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Eat Your Veggies; Enforce Your Tasks

Eat_your_veggiesOne of the most valuable lessons of project management came as a child at the dinner table. 

Let's face it:  very few children like to eat their vegetables in this McDrive-Up world of fast food.  Until I was married, I honestly thought the four food groups were grease, fat, sodium, and cholesterol.  But all too often, because she knew it was good for us, my mom would serve us vegetables.

Mind you, to the typical eight-year-old, vegetables of any variety in any quality are often perceived as ... well... gross, at best.  But I learned to eat them quickly and get them out of the way.  Why?  Because as unpleasant as they were piled piping hot on my plate, they were absolutely unbearable if they were allowed to grow cold.  There was truly nothing worse on this planet.

On projects, we all have tasks that are unpleasant.  Nobody wants to get them done.  They may involve filing government paperwork or filling out permit applications or sorting through historic data to find one minuscule fact.  Tedium!  But... if left unchecked, that same task could end up taking twice as long and costing four times as much due to penalties, estimate overruns, fines and interest, or lost opportunities.

How much of a stickler do you need to be at enforcing deadlines?  Well, it depends on whether you actually like cold and slimy asparagus, whether you want your eggplant looking like over-exposed road-kill.  (Sorry, but the imagery was too good to pass up... I hope you weren't reading this around dinner time.)  Really, it depends on your consequence-tolerance level should you let deadline after deadline pass without penalty.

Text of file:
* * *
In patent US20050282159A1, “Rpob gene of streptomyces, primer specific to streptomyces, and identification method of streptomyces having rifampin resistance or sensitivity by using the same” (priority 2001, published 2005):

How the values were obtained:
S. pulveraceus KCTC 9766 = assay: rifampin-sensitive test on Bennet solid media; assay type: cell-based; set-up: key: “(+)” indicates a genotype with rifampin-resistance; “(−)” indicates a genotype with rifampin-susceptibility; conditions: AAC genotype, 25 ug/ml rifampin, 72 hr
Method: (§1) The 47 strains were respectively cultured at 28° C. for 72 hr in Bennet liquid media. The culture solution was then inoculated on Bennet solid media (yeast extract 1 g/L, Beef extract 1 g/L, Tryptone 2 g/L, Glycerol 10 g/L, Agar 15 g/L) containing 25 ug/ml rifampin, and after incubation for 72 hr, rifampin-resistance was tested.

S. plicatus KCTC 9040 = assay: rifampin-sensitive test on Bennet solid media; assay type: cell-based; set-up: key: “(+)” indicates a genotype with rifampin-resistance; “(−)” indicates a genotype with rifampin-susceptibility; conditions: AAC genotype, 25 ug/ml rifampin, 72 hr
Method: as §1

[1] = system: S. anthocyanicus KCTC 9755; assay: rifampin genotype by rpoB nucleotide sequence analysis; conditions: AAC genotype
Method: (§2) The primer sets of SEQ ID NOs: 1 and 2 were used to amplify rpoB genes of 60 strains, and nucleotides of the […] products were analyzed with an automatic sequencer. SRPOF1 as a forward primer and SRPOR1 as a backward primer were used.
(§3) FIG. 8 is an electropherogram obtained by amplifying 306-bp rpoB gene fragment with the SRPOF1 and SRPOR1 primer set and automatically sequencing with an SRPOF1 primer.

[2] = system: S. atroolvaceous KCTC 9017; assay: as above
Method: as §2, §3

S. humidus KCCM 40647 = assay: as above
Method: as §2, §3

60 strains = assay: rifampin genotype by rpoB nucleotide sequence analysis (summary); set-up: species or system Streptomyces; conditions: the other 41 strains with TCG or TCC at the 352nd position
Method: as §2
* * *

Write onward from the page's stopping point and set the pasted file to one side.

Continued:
People are people, regardless of age.  I found a great new blog post by a teacher where she talks about her mentor telling her that assignment due dates should never be enforced: 

Students are faced with deadlines all the time. "You can not play with your friends until you put on a coat." "You have to earn your allowance money before you can go shopping." They watch their heat being turned off in their apartment because mom or dad couldn't pay the gas bill by the 15th. Coach makes them run an extra lap because they were the last one to practice. Auntie burned the pie again because she didn't take it out when the timer beeped.  We are a culture of deadlines; when time lapses past the deadline and the task is not completed direct and indirect consequences happen. Middle school students understand this, perhaps what they have a harder time understanding is how to function without the deadline.

And so it goes with project teams and tasks.  There is one tool that I use consistently on projects that keeps the number of late tasks to a relative minimum:  The Late Task Report.  I create a report that shows which tasks are late, when they were due, and who is responsible for completing them.  Then I distribute the report far and wide:  the entire project team, project management team, company executives, CNN, Fox News, Wall Street Journal, The Weather Channel.  The result?  The team members HATE having it published to executives that they are behind on tasks.  They complete the task as quickly and accurately as they can, without much additional prompting from me.  The report itself works as a kind of "bad cop" to motivate behavior.

So... how are you doing at eating your veggies in a timely fashion?  Is it a project that you can stomach?

Carpe Factum!

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